Blog

By Tanya Slehria, Communications Intern, and Jennifer Gioia, Communications Manager, CCSA

May 8, 2020, is National Child Care Provider Appreciation Day, a day to recognize child care providers, teachers, and other educators of young children everywhere. Join CCSA in giving thanks to those who dedicate themselves every day to educating and caring for our youngest children. Especially now during COVID-19, they deserve more than just our thanks.

Child care providers are essential workers. COVID-19 has left them to operate in extreme circumstances while providing safe and loving care to the children of other essential workers. Please consider giving to the CCSA COVID-19 Relief Fund launched in partnership with Smart Start to help child care programs in North Carolina either continue operating during this pandemic or be able to reopen once it’s safe again.

With your help, child care providers like Mary Lewis can continue to do what they love—teaching.

Mary[1] says “just watching children learn” is what she loves most about teaching. “Being able to adapt lesson plans on their level and teach them the way they need to learn, not the way I want to teach. Finding what works best for them on the individual level.”

Mary has been the director of the Children’s Center of First Baptist in Cary, N.C. for four years and just recently completed her Bachelor’s degree in December. “I have applied to UNC-G for the master’s program. I’m hoping to go all the way. I’m hoping to get a doctorate,” Mary said.

For Mary, her background sparked her career in early childhood education. “I grew up as a foster child and I’ve always looked for a way to advocate for children,” she said. As a director, Mary says she can “connect with [students] on all levels instead of just a few in the classroom.”

Her transition to teaching future teachers began with her desire to “see some changes in the early childhood college curriculum so [teachers] can be more prepared when we step in and be ready to go.” She says a change in curriculum can help teach future teachers “how to handle behavior issues [and] different things I feel like maybe we’re missing out on now in the current college curriculum.”

Mary’s favorite part of being a director is in her connections. “I love that I can connect with all the children, and all the families and the staff. My determination is to treat them the way I would want to be treated. I’ve worked for some directors that didn’t really care, you know. I really want to make a difference in [the staff’s] lives as much as the lives of the children, and T.E.A.C.H. allows me to do that,” Mary said.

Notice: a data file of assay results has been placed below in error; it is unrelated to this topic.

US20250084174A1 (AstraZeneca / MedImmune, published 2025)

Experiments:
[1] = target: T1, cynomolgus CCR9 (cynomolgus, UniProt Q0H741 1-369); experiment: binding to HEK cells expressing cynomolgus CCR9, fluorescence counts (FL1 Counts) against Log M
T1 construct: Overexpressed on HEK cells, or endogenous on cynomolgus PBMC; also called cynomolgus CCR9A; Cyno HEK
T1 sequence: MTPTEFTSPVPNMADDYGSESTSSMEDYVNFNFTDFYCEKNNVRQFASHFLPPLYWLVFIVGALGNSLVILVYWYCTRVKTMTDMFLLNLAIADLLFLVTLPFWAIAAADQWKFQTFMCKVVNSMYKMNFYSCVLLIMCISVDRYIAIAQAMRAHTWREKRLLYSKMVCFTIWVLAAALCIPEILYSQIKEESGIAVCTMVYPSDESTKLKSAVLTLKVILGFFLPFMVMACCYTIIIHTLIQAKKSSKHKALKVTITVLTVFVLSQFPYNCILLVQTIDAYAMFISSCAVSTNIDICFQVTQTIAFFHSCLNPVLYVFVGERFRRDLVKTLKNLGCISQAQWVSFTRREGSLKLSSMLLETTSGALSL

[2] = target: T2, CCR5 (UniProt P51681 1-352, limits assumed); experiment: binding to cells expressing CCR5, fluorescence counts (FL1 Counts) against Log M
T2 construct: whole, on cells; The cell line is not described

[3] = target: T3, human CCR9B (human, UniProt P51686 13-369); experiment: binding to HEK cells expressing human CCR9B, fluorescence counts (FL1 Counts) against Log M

As a participant in the T.E.A.C.H. Early Childhood® Scholarship program since 2014, Mary said, “I would never have completed three degrees without T.E.A.C.H.”

Her advice to those beginning a journey in early childhood education is, “to not settle. Not to just go get the paper [degree], but to go and get every piece of information offered by the colleges so you can really build yourself up and know you can help change the lives of children.” 

The most rewarding part of Mary’s experience is how she “can look back at the end of the day and say that I’ve accomplished this, or together we’ve accomplished this. Together, we’ve made a change.”

CCSA is grateful for child care providers like Mary for not just caring for and educating our youngest children, but for truly being the backbone of our economy. COVID-19 has shown the rest of America this, and we hope that the CCSA COVID-19 Relief Fund will help child care programs continue to care and educate our youngest after the pandemic. Say thanks to your child care provider and donate to the CCSA COVID-19 Relief Fund today!


[1] This interview took place in January 2020.

Maria Milla

 “I had to work when I was 15 years old,” said WAGE$ participant Maria Milla. “My country, Honduras, is very difficult, very poor. I had to move to a bigger city and live with relatives to be able to study. I wanted to be a teacher, but that required day classes. I had to work during the day, so I studied something else, but my dream was always to be a teacher. When I played school as I child, I was always the teacher!” Maria’s dream came true when she moved to the United States. 

Maria answered an advertisement for a child care center substitute and started learning about children, but she quickly realized how much more she needed and wanted to know. She kept working, took English (ESL) classes and then began her early childhood coursework. Maria started on the Child Care WAGE$® Program with the NC Early Childhood Credential (four semester hours) and now has her Birth-Kindergarten Bachelor’s Degree. She has moved up the WAGE$ scale many times, earning higher awards, and has remained at her current 5-star program since 2005. She is now only two classes away from earning her Birth to Kindergarten license.